The initial classification of the Antetonitrus genus was wrong. The fossil discovered by Kitching in 1981 was initially labeled in the wrong genus called Euskelosaurus. Over two decades later, Adam Yates conducted a study on the remnant fossil bones only to find the fossils belonged to a different taxon. It took him a few other years to publish a detailed description of this.

Before Antetonitrus was found, Isanosaurus was the oldest known sauropod. After the correct classification, Antetonitrus chronologically became the oldest sauropod.

Antetonitrus' first digit and feet played a key role in mapping the transitional changes from earlier sauropod to evolved ones. The first digit in primitive species was flexible against the foot to grasp things. However, more derived species showcased stronger bones and first digit lacking flexibility against the foot, making the limbs impossible to grasp. Lack of flexibility against the foot strengthened the bones to support more weight and a quadrupled stature.

Preserved remains of this Triassic species were kept in the Bernard Price Institute, now known as Evolutionary Studies Institute, in South Africa.

Currently, paleontologists have only one specimen of the Antetonitrus species.

Some of the found bones under Yates' study were metacarpal from right forelimb, humerus, dorsal neural arch, a 'thumb' claw. The limbs were not joint when discovered but were found closely; therefore, it was easy to conclude that the bones belonged to the same individual species.

What does the name 'Antetonitrus' mean?

Antetonitrus is made out of Latin words. Adam Yates and James Kitching named the species with a combination of two Latin terms called 'ante' meaning ' before, and 'tonitrus' for 'thunder'. The known species of Antetonitrus ingenipes was similarly composed using two Latin terms- 'ingens' for 'massive' and 'pes' for 'foot', as Antetonitrus feet displayed initial development of strong feet, evolving specifically to support the heavy-weight of the creatures. Yates and Kitching named Antetonitrus precisely to narrate its presence 'before the thunder' as it existed before other sauropods, specifically Brontosaurus, the "thunder lizard" where Bronte meant 'thunder' and 'saurus' meant lizard.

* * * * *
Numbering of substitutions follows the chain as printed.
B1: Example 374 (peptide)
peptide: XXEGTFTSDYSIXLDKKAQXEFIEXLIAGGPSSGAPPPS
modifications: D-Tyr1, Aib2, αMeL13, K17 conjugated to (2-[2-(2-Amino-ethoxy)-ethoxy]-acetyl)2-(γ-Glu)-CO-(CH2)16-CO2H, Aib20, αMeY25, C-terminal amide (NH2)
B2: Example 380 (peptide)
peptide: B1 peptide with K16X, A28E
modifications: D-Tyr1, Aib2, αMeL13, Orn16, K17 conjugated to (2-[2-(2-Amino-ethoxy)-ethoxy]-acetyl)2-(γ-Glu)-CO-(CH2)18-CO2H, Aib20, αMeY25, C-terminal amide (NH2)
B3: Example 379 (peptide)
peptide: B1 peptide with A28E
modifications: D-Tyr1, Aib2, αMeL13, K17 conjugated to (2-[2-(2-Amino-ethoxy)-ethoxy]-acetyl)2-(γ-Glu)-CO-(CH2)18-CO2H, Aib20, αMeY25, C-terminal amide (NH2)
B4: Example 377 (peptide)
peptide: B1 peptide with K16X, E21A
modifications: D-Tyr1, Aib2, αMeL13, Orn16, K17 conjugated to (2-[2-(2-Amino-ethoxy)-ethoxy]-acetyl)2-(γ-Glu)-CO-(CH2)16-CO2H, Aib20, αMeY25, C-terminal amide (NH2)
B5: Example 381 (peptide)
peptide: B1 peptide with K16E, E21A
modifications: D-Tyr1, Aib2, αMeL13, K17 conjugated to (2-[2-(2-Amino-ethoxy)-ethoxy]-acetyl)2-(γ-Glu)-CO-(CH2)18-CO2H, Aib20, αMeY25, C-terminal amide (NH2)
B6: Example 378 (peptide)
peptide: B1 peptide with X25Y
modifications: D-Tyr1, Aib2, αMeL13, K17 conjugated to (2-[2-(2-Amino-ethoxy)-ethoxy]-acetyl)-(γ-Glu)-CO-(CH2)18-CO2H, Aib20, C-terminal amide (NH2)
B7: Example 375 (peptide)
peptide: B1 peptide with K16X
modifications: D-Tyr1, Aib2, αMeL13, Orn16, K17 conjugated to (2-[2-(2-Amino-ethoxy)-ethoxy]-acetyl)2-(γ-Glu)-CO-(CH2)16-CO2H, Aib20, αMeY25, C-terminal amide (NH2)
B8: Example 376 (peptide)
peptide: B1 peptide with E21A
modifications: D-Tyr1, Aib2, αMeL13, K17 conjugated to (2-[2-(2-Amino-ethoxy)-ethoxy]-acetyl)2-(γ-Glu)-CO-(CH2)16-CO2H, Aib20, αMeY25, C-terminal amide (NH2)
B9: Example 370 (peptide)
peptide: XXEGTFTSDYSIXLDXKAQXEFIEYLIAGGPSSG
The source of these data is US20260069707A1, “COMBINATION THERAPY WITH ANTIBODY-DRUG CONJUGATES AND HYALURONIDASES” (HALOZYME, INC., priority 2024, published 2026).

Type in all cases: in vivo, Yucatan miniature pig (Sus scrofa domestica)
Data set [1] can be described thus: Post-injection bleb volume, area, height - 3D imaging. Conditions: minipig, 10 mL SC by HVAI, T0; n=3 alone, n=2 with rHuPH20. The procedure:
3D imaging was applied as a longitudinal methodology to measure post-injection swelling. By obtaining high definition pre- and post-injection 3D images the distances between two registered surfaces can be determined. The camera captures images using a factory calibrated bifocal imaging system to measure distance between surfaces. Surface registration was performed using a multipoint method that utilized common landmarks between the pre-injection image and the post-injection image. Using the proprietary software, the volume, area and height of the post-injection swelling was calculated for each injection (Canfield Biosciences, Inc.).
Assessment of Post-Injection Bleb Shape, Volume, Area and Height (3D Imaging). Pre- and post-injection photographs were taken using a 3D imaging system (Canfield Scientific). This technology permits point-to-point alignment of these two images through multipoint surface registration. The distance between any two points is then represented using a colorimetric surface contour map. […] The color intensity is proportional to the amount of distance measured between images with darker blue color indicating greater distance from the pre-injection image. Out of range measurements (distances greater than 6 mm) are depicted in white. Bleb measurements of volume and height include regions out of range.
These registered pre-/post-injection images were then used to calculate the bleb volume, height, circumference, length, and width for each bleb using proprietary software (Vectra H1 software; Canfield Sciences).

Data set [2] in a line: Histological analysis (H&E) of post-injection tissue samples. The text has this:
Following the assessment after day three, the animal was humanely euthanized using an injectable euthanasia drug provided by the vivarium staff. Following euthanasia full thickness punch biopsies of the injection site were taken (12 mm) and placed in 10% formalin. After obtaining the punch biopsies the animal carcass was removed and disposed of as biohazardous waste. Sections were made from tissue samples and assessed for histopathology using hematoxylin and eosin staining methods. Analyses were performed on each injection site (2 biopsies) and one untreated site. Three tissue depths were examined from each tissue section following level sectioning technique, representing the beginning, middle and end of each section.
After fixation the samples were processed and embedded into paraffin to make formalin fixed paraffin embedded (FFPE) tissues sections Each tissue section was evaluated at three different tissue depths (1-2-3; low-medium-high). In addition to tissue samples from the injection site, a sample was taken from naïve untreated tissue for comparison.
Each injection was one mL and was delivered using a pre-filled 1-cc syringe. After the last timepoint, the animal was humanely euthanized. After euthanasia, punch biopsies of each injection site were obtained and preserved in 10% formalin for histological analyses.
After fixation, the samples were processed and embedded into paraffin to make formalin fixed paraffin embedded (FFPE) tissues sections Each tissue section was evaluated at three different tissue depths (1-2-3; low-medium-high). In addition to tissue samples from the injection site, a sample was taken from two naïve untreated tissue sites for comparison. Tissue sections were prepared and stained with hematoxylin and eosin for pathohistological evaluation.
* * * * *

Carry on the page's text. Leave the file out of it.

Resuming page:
What is the oldest sauropod?

Antetonitrus is the oldest known sauropod dinosaur. This earliest known sauropod dinosaur is significant to showcase the evolution of earlier sauropods to the later ones found in the lower Elliot Formation. The discovery of Antetonitrus led researchers to make comparisons between sauropod evolution from bipedal animals to quadrupedal animals with strong legs, adapted feet, and robust front limbs evolved fully to lead dinosaur walk on four legs.

*Please note that this is an image of a Saudomorph, not an Antetonitrus. If you have an image of Antetonitrus, please let us know at [email protected].

*Please note that this is an image of a Saudomorph, not an Antetonitrus. If you have an image of Antetonitrus, please let us know at [email protected].